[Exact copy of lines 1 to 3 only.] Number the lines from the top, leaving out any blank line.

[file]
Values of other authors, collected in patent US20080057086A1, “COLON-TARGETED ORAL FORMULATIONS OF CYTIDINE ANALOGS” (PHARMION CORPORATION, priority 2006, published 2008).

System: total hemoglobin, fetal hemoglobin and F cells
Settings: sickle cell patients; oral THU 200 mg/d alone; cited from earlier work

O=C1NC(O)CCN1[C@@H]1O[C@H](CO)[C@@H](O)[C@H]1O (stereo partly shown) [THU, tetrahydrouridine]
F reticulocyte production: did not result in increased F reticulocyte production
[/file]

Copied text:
Values of other authors, collected in patent US20080057086A1, “COLON-TARGETED ORAL FORMULATIONS OF CYTIDINE ANALOGS” (PHARMION CORPORATION, priority 2006, published 2008).

System: total hemoglobin, fetal hemoglobin and F cells
Settings: sickle cell patients; oral THU 200 mg/d alone; cited from earlier work